It never occurred to me to type into a web browser and see what happens. I’ve known for months that Google was digitizing books but I had no idea the service was out where you could get to it.

Visit and search for something. You’ll be amazed.This is a bonanza for genealogists. If there’s someone reasonably noteworthy you’ve had difficulty connecting to your tree, search for that elusive person. My elusive one is Arthur Briggs Farquhar. I’m a Farquhar (obviously). I also have Briggs blood in me. From what I can tell, A. B. Farquhar was born in Ohio (my grandfather was a Farquhar from Ohio) and he was a Quaker, as were my Farquhars until about three generations ago.

Thanks to Google Print, I’ve found the book American Grit: A Woman’s Letters from the Ohio Frontier. I don’t know just yet if this book will have any answers for me or not. But did I ever find a tantalizing line on page 20:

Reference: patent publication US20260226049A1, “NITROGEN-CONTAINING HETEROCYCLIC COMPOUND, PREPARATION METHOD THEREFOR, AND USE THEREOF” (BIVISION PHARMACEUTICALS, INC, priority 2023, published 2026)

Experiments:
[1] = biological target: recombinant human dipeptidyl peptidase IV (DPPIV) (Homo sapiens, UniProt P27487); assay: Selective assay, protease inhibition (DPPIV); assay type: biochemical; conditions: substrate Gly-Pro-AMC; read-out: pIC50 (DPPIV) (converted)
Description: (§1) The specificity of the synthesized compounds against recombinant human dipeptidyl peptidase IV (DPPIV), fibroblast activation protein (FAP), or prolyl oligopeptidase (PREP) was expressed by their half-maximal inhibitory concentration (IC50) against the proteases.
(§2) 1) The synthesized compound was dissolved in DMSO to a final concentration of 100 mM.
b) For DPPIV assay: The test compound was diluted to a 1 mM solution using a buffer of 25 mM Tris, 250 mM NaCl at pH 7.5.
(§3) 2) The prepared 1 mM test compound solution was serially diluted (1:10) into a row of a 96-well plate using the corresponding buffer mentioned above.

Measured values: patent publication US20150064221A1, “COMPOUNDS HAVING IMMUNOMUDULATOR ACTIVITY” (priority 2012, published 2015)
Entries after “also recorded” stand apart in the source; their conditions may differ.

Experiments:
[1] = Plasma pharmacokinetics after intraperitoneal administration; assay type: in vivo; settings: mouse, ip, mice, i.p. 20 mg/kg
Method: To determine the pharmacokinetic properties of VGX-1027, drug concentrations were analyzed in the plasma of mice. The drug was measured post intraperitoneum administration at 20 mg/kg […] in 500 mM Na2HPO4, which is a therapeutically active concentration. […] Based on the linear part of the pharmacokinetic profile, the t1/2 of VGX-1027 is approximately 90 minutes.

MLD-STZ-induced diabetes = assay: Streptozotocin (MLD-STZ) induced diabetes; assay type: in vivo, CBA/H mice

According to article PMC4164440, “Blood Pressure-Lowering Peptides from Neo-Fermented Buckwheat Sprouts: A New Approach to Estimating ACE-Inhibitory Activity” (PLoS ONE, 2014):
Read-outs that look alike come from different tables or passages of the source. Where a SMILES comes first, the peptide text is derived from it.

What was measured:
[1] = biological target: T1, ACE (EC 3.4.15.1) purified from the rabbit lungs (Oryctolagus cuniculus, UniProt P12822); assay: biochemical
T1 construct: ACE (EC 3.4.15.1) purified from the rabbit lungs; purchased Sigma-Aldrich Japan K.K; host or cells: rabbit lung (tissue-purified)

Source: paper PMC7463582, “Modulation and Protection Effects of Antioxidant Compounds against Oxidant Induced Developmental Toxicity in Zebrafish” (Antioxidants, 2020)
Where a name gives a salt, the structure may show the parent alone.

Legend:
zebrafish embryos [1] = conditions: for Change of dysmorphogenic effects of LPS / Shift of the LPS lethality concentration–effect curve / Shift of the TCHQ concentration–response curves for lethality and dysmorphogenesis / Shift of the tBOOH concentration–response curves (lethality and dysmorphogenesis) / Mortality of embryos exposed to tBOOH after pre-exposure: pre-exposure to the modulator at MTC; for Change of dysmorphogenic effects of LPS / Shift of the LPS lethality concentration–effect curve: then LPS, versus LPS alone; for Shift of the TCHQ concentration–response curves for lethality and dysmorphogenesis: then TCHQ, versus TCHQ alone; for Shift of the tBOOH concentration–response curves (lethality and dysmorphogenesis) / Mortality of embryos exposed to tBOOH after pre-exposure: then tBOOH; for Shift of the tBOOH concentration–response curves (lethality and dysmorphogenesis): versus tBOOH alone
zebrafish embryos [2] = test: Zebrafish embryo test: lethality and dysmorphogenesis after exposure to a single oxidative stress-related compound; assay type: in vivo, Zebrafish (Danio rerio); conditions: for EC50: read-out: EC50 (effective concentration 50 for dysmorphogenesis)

“When a family named Farquhar bought property near her in Ohio, she wrote home asking if they were related to her or not.”

Could this have been my ancestor Dr. Edward Andrew Farquhar’s family?

I can’t read the whole book on Google Print, but I can read enough to get a pretty good idea whether a book is worth pursuing further. And if a book only has one juicy tidbit about an individual, it finds it.

In 2002, Eric Schmidt said, “The speech I give everyday is: ‘This is what we do. Is what you are doing consistent with that, and does it change the world?'”

In this instance, “change the world” could be the understatement of the century.

But will the courts let it survive?